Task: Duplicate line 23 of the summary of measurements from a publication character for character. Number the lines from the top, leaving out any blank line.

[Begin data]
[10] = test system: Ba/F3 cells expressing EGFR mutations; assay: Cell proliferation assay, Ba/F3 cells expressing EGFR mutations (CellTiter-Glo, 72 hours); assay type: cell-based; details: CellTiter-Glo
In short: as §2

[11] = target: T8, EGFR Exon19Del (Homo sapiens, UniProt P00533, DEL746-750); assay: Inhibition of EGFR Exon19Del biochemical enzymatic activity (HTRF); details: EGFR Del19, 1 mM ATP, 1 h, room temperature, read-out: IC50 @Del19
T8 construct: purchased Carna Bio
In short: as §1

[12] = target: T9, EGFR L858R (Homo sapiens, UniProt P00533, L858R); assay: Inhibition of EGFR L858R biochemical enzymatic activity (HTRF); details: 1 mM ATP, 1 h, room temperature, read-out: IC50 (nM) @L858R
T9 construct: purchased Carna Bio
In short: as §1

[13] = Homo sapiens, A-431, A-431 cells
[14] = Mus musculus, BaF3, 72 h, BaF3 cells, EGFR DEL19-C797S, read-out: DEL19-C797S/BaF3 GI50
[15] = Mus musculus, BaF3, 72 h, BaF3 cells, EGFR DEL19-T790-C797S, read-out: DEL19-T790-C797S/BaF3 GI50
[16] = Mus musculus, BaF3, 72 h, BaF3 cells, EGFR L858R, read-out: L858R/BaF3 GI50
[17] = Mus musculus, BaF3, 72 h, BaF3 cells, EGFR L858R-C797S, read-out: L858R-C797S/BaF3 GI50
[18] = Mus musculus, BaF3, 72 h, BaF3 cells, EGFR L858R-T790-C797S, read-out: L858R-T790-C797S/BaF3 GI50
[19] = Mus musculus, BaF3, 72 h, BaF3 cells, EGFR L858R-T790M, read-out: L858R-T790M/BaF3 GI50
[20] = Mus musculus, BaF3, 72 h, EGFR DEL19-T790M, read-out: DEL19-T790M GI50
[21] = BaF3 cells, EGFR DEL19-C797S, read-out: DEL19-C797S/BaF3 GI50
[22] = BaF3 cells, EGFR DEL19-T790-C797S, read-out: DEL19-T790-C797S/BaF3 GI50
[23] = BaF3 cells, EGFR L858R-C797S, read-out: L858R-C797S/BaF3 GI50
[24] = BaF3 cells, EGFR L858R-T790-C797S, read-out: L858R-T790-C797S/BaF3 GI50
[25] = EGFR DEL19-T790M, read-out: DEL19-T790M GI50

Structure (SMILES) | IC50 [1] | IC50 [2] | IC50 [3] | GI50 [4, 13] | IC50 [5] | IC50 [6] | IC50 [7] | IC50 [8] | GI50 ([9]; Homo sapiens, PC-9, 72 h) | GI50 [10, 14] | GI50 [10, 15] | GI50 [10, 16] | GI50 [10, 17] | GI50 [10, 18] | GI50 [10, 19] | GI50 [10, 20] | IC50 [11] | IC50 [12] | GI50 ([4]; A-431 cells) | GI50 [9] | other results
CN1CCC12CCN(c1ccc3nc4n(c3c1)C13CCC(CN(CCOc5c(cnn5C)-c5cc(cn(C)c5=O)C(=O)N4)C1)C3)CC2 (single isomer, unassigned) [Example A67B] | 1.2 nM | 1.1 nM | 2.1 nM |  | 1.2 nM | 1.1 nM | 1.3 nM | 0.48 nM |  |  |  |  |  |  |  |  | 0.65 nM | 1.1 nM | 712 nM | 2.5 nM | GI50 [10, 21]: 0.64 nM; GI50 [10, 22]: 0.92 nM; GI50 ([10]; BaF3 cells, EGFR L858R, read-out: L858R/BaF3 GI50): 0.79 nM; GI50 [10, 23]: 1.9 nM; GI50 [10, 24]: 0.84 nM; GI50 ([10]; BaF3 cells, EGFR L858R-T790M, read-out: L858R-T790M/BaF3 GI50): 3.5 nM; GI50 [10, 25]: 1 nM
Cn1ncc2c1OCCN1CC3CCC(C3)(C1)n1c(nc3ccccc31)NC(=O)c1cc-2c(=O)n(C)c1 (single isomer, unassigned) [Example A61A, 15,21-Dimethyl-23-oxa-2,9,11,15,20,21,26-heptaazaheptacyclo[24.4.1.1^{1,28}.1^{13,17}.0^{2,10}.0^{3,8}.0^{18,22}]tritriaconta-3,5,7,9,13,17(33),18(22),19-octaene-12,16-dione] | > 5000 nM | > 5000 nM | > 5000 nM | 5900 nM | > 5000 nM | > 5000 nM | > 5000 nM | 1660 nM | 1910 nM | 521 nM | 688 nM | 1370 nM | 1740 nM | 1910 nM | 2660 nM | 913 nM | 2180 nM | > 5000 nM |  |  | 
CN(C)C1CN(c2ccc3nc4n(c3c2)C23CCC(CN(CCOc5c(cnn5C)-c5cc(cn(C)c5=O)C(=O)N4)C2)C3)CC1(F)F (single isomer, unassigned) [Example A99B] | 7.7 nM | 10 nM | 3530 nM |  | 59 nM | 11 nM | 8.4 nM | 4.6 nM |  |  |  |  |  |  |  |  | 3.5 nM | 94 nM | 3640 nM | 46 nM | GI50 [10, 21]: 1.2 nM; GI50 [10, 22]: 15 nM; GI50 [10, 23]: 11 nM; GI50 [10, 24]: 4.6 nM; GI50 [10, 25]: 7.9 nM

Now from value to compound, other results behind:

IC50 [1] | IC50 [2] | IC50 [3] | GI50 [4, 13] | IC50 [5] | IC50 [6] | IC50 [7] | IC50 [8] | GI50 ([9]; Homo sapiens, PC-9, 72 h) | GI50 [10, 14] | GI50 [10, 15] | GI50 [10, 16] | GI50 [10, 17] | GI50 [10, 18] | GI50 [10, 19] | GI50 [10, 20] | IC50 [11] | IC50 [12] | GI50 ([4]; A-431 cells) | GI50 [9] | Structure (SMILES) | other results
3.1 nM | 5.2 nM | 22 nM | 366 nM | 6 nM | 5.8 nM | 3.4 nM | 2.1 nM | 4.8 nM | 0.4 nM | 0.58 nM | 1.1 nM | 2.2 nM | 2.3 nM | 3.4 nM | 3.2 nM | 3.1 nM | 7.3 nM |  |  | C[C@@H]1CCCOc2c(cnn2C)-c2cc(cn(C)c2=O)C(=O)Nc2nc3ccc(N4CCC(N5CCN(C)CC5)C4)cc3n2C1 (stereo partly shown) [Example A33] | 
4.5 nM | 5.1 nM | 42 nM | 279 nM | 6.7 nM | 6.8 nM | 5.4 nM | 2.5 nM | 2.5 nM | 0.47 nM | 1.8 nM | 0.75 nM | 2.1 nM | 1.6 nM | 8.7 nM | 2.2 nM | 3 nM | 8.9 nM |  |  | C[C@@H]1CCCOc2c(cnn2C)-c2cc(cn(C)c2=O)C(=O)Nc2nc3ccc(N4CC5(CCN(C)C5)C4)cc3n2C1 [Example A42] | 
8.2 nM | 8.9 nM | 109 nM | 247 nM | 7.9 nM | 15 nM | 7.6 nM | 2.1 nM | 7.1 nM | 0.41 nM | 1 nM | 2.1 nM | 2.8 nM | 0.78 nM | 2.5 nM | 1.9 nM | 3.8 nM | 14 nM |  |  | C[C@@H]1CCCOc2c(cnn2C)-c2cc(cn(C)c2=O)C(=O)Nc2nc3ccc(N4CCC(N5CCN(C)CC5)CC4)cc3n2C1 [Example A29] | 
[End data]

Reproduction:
CN1CCC12CCN(c1ccc3nc4n(c3c1)C13CCC(CN(CCOc5c(cnn5C)-c5cc(cn(C)c5=O)C(=O)N4)C1)C3)CC2 (single isomer, unassigned) [Example A67B] | 1.2 nM | 1.1 nM | 2.1 nM |  | 1.2 nM | 1.1 nM | 1.3 nM | 0.48 nM |  |  |  |  |  |  |  |  | 0.65 nM | 1.1 nM | 712 nM | 2.5 nM | GI50 [10, 21]: 0.64 nM; GI50 [10, 22]: 0.92 nM; GI50 ([10]; BaF3 cells, EGFR L858R, read-out: L858R/BaF3 GI50): 0.79 nM; GI50 [10, 23]: 1.9 nM; GI50 [10, 24]: 0.84 nM; GI50 ([10]; BaF3 cells, EGFR L858R-T790M, read-out: L858R-T790M/BaF3 GI50): 3.5 nM; GI50 [10, 25]: 1 nM